Israel Chemicals Ltd. dropped to the lowest in a month as employees declared action over a proposed merger with Potash Corp. of Saskatchewan Inc., creating a hurdle for what would be the Middle East’s biggest acquisition.
Shares dropped 2 percent to 46 shekels, the lowest since Nov. 22, after the Histadrut labor union said employees of two units of Israel Chemicals have joined Dead Sea Works Ltd. staff in declaring a work dispute over the merger talks. “The concern is that the new owners would act to damage and worsen the conditions of the employees of ICL in order to improve profits,” the labor union said in an e-mailed statement yesterday at the close of the stock market.
Prime Minister Benjamin Netanyahu met on Oct. 31 with Potash Corp. Chief Executive Officer Bill Doyle about a possible sale and a few days later Israel asked Potash to clarify the proposed acquisition. The government can block takeover bids of the country’s second-largest company by market value by using its so-called golden share, allowing the state to prevent a takeover to protect natural resources.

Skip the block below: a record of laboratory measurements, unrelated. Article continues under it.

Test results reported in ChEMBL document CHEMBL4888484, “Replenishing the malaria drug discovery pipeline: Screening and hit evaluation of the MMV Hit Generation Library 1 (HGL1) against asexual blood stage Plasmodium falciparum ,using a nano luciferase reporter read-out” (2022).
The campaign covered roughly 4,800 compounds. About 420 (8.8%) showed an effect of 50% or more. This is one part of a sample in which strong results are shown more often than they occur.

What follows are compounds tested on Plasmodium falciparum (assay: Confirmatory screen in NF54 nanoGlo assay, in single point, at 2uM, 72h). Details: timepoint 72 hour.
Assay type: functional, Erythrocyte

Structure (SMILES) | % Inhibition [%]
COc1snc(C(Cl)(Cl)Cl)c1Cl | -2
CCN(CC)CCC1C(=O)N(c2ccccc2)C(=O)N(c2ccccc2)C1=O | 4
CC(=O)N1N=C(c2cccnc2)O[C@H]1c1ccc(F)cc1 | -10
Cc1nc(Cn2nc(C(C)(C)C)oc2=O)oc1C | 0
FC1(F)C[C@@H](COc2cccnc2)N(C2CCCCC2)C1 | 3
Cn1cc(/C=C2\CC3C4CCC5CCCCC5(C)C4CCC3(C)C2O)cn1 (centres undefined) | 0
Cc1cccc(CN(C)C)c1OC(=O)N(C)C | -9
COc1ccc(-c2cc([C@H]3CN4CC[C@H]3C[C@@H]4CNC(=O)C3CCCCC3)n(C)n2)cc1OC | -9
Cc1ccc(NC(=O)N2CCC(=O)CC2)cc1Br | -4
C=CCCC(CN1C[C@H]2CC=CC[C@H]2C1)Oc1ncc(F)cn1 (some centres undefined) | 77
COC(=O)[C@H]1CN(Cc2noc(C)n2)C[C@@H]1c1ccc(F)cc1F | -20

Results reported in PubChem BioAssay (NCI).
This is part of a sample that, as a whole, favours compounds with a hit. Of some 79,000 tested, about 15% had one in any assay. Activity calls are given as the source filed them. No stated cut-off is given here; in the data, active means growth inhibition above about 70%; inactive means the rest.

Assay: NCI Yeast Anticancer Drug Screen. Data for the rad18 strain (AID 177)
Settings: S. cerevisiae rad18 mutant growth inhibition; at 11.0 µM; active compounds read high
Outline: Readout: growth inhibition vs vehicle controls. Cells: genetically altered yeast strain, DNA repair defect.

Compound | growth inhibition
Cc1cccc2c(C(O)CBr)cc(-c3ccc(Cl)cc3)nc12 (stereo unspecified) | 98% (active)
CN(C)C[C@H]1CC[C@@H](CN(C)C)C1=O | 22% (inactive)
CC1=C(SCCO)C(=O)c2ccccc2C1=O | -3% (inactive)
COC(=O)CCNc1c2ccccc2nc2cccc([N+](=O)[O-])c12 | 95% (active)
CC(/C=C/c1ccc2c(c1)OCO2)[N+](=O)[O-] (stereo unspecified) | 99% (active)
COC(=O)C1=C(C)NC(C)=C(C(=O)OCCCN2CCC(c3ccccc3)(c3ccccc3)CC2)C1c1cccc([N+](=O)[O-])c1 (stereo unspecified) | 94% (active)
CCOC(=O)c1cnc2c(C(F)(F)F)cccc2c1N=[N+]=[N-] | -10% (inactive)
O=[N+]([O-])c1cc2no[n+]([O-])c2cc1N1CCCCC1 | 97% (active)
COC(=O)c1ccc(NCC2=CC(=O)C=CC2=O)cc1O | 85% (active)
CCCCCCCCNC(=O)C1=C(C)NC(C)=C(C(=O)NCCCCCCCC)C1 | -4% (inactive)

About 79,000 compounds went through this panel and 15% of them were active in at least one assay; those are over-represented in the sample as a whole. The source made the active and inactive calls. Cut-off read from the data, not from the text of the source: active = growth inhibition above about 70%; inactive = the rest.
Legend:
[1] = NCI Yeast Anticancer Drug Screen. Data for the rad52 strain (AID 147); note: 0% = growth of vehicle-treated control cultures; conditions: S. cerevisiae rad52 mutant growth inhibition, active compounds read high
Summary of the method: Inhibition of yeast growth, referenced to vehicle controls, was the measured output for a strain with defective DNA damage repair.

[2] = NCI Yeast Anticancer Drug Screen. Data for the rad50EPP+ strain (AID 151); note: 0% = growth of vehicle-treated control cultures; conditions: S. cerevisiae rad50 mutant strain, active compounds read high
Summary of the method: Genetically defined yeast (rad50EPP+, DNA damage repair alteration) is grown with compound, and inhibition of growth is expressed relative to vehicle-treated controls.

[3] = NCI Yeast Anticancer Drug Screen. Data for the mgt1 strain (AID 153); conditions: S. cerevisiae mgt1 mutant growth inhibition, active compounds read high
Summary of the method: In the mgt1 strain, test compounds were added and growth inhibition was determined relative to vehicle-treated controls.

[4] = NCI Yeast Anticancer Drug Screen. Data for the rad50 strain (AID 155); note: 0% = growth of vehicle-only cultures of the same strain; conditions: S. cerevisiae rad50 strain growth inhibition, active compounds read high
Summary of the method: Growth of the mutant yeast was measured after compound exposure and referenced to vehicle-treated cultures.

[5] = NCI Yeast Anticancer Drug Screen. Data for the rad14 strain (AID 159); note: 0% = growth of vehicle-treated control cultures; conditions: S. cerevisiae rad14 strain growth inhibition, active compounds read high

“This is a potential wrench in the works of the Potash merger talks”, Zach Herzog, Head of International Sales at Psagot Investment House Ltd. “The market views the potential merger favorably since it is reasonable to assume that Israel Chemicals shareholders would receive a premium on their holdings.”
The labor group said it is seeking a meeting with Netanyahu and Finance Minister Yuval Steinitz to prevent the acquisition by the Canadian company.
“Potash has made an initial request which we are studying,” Steinitz said today in an interview with Bloomberg on the sidelines of a visit to an research and development center in Tel Aviv. “We don’t rule out anything, but on the other hand we will protect as needed the interests of the state and the economy and employment.”
Potash Corp. has a 13.84 percent stake in Tel Aviv-based Israel Chemicals, according to data compiled by Bloomberg. The company, which harvests potash from the Dead Sea, is controlled by the Ofer family’s Israel Corp. If Potash Corp. successfully acquires Israel Chemicals it would become the largest producer of its namesake crop nutrient with control of about 25 percent of global production capacity, according to data compiled by Bloomberg.